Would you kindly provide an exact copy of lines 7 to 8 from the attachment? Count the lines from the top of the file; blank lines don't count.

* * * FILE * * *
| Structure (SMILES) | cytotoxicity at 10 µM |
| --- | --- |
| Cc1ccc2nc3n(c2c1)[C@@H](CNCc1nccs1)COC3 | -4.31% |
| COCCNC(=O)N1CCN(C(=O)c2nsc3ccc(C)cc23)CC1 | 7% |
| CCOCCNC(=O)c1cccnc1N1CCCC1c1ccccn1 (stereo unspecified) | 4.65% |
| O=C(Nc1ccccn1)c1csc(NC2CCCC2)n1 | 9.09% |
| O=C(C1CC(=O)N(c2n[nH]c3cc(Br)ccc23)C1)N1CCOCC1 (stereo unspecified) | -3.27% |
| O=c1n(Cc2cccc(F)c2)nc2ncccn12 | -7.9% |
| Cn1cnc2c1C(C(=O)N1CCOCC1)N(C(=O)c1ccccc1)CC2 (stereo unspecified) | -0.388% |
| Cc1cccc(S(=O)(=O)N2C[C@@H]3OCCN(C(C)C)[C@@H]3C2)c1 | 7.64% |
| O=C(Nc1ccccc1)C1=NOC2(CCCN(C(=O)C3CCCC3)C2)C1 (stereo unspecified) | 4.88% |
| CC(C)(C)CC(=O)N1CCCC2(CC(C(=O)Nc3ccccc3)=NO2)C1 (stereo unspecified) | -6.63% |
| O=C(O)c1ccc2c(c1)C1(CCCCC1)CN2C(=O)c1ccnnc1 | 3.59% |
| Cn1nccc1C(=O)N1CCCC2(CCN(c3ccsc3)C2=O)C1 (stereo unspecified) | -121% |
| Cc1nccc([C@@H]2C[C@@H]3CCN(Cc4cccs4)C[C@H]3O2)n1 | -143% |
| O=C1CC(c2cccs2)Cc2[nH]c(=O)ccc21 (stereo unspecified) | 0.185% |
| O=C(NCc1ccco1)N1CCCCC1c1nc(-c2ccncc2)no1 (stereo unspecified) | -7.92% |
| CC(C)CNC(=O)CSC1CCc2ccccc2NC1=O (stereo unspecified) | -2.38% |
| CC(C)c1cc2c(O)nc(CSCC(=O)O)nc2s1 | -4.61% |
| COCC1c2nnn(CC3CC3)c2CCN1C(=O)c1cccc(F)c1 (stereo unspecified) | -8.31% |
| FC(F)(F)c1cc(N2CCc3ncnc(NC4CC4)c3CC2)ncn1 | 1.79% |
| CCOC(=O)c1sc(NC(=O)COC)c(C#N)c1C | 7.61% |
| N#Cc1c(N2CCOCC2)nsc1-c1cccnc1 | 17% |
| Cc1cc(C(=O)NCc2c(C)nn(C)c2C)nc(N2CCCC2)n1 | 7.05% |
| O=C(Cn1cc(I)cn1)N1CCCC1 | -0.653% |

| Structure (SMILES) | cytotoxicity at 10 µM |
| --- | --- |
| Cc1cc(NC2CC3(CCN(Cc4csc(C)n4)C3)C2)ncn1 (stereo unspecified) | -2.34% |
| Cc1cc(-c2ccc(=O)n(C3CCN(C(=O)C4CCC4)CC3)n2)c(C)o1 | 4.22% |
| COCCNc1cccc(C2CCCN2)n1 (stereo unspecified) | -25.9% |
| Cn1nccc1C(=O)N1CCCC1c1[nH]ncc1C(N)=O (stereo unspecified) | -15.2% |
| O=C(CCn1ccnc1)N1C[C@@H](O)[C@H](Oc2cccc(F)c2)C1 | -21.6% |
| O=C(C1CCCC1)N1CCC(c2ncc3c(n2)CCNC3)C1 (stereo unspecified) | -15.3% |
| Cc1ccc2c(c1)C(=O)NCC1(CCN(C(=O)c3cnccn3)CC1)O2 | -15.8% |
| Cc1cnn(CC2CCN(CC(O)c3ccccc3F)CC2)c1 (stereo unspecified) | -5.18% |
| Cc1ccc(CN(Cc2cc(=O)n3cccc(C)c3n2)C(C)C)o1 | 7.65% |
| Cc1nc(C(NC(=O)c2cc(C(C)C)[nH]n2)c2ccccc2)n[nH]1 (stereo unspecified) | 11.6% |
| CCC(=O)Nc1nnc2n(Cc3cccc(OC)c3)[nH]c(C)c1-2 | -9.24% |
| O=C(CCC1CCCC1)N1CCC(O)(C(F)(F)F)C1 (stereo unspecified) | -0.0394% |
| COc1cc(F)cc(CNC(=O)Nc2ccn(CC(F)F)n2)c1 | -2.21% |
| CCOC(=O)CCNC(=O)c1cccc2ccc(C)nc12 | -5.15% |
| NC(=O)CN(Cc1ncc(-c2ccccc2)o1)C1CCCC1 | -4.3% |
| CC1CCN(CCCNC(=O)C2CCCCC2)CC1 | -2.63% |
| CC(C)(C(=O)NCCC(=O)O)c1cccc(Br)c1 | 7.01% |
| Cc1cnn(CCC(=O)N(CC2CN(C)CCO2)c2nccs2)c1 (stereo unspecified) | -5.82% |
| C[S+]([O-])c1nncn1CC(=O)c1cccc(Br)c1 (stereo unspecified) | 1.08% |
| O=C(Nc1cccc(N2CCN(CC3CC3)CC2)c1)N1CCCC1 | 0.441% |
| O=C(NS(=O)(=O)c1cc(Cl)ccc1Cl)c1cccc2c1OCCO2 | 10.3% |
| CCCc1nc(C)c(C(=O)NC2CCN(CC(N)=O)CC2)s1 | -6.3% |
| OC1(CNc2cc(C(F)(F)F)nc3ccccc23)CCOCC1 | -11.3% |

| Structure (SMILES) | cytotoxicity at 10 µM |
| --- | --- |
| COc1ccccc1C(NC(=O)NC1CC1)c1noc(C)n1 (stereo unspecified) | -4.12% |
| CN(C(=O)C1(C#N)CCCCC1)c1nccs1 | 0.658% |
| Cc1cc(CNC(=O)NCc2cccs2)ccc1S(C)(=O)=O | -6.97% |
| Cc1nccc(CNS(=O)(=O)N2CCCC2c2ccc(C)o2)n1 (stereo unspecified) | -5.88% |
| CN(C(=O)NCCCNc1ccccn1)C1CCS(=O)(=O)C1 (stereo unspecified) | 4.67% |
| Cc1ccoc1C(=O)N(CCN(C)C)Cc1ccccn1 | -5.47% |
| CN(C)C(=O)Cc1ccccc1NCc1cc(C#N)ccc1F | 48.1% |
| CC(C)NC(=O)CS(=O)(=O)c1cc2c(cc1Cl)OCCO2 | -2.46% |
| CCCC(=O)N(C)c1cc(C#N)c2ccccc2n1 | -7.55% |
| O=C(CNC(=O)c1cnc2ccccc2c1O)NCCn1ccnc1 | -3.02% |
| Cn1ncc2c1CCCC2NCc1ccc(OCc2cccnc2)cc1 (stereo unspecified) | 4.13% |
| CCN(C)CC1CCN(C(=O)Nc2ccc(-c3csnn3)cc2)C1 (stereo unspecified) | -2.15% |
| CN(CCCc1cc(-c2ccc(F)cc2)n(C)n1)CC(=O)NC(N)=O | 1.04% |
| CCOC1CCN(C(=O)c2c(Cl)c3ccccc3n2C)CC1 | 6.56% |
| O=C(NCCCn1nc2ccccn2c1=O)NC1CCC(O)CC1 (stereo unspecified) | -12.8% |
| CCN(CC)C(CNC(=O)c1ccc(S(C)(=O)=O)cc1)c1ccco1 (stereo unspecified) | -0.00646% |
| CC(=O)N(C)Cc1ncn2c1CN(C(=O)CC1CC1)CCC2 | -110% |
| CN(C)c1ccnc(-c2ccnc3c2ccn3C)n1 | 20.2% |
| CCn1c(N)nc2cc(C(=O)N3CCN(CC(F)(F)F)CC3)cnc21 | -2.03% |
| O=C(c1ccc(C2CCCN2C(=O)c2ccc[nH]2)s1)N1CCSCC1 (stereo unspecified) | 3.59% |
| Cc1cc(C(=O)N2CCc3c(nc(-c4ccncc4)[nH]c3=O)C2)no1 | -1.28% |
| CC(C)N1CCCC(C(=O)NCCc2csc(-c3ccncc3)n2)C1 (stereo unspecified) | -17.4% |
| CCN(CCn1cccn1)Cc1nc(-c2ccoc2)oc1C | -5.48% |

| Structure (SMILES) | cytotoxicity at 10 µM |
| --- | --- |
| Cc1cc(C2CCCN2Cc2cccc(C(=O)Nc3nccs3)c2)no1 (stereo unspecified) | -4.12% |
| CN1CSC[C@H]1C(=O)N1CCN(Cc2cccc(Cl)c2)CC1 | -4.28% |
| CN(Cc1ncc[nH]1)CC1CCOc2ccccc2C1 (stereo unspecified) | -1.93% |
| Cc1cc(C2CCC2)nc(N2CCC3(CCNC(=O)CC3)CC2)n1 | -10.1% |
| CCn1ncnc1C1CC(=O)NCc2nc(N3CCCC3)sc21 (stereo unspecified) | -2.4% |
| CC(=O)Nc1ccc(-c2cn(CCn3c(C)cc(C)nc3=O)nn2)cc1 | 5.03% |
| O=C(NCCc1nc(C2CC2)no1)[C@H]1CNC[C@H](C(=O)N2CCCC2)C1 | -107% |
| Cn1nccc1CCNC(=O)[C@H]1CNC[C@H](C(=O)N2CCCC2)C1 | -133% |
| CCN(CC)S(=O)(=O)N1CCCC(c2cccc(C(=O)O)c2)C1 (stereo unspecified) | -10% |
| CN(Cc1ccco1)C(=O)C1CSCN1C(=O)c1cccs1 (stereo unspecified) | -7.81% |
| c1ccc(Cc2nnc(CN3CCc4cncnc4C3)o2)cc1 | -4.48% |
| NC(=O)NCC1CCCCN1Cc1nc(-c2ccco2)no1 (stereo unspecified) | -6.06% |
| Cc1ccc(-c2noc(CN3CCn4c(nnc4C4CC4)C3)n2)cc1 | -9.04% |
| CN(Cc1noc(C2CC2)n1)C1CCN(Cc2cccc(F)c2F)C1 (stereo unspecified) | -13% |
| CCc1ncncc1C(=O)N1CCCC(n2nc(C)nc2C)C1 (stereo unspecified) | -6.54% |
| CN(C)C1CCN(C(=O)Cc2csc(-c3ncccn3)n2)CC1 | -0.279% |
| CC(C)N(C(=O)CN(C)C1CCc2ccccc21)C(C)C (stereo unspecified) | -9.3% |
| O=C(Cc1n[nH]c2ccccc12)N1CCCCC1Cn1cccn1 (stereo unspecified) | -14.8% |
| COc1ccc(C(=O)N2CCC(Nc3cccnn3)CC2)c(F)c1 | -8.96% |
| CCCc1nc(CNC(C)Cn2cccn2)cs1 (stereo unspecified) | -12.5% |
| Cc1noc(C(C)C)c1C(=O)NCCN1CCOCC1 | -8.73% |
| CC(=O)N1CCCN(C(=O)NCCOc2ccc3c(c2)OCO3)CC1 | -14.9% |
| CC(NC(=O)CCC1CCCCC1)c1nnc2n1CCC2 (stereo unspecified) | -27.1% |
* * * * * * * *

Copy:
| O=C(C1CC(=O)N(c2n[nH]c3cc(Br)ccc23)C1)N1CCOCC1 (stereo unspecified) | -3.27% |
| O=c1n(Cc2cccc(F)c2)nc2ncccn12 | -7.9% |